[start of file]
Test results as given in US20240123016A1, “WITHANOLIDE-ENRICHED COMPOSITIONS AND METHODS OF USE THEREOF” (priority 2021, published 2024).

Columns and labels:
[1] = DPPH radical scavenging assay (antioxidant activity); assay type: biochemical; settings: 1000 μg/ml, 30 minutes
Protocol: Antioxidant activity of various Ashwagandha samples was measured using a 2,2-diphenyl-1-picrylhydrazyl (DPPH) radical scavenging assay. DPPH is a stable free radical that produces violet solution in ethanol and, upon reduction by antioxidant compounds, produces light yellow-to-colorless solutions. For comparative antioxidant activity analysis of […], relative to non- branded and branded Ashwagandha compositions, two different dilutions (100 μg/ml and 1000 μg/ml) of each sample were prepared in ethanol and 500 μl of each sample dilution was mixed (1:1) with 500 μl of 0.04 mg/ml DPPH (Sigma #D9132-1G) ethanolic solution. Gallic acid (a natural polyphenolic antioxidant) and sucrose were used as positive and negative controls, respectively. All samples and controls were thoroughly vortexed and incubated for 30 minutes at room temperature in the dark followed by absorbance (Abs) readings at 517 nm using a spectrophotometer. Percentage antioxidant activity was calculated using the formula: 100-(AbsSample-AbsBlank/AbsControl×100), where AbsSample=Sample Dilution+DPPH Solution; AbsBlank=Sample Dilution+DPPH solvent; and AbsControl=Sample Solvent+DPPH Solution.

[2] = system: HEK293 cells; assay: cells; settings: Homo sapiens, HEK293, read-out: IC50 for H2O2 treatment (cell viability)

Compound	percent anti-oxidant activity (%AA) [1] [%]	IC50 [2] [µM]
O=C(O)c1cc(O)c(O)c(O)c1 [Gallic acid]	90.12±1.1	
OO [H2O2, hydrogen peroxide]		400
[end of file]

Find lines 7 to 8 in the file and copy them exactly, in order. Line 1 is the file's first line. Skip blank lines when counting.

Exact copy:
O=C(O)c1cc(O)c(O)c(O)c1 [Gallic acid]	90.12±1.1	
OO [H2O2, hydrogen peroxide]		400